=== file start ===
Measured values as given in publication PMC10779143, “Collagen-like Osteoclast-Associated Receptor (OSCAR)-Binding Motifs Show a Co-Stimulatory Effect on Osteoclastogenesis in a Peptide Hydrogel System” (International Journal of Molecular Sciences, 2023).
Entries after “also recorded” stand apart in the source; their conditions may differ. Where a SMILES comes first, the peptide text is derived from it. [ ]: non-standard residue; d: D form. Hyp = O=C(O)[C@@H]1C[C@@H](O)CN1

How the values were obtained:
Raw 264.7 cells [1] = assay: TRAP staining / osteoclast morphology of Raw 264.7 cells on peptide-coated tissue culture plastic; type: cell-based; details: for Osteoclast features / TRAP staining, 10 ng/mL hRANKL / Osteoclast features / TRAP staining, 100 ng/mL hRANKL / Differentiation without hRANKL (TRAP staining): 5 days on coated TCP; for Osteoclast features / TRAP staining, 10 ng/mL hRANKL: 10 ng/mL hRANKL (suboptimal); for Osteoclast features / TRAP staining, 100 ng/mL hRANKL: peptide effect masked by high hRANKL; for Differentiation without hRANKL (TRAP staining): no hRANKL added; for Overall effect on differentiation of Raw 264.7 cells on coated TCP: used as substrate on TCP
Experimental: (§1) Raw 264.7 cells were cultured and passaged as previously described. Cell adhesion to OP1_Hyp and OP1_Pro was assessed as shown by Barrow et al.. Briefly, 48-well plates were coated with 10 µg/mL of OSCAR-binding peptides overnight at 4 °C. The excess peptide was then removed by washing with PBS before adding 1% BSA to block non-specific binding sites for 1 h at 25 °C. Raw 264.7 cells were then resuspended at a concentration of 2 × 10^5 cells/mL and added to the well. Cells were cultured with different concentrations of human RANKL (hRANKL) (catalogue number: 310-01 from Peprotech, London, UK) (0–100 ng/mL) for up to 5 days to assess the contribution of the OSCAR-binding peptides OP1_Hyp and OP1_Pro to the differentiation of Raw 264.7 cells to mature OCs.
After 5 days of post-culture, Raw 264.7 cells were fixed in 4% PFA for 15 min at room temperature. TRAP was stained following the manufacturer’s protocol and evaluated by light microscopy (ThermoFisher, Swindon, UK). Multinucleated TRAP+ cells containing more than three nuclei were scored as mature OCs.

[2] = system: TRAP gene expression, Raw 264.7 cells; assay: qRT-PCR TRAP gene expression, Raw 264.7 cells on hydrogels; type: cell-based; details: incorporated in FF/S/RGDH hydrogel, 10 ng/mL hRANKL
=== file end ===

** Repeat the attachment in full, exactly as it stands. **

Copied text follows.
Measured values as given in publication PMC10779143, “Collagen-like Osteoclast-Associated Receptor (OSCAR)-Binding Motifs Show a Co-Stimulatory Effect on Osteoclastogenesis in a Peptide Hydrogel System” (International Journal of Molecular Sciences, 2023).
Entries after “also recorded” stand apart in the source; their conditions may differ. Where a SMILES comes first, the peptide text is derived from it. [ ]: non-standard residue; d: D form. Hyp = O=C(O)[C@@H]1C[C@@H](O)CN1

How the values were obtained:
Raw 264.7 cells [1] = assay: TRAP staining / osteoclast morphology of Raw 264.7 cells on peptide-coated tissue culture plastic; type: cell-based; details: for Osteoclast features / TRAP staining, 10 ng/mL hRANKL / Osteoclast features / TRAP staining, 100 ng/mL hRANKL / Differentiation without hRANKL (TRAP staining): 5 days on coated TCP; for Osteoclast features / TRAP staining, 10 ng/mL hRANKL: 10 ng/mL hRANKL (suboptimal); for Osteoclast features / TRAP staining, 100 ng/mL hRANKL: peptide effect masked by high hRANKL; for Differentiation without hRANKL (TRAP staining): no hRANKL added; for Overall effect on differentiation of Raw 264.7 cells on coated TCP: used as substrate on TCP
Experimental: (§1) Raw 264.7 cells were cultured and passaged as previously described. Cell adhesion to OP1_Hyp and OP1_Pro was assessed as shown by Barrow et al.. Briefly, 48-well plates were coated with 10 µg/mL of OSCAR-binding peptides overnight at 4 °C. The excess peptide was then removed by washing with PBS before adding 1% BSA to block non-specific binding sites for 1 h at 25 °C. Raw 264.7 cells were then resuspended at a concentration of 2 × 10^5 cells/mL and added to the well. Cells were cultured with different concentrations of human RANKL (hRANKL) (catalogue number: 310-01 from Peprotech, London, UK) (0–100 ng/mL) for up to 5 days to assess the contribution of the OSCAR-binding peptides OP1_Hyp and OP1_Pro to the differentiation of Raw 264.7 cells to mature OCs.
After 5 days of post-culture, Raw 264.7 cells were fixed in 4% PFA for 15 min at room temperature. TRAP was stained following the manufacturer’s protocol and evaluated by light microscopy (ThermoFisher, Swindon, UK). Multinucleated TRAP+ cells containing more than three nuclei were scored as mature OCs.

[2] = system: TRAP gene expression, Raw 264.7 cells; assay: qRT-PCR TRAP gene expression, Raw 264.7 cells on hydrogels; type: cell-based; details: incorporated in FF/S/RGDH hydrogel, 10 ng/mL hRANKL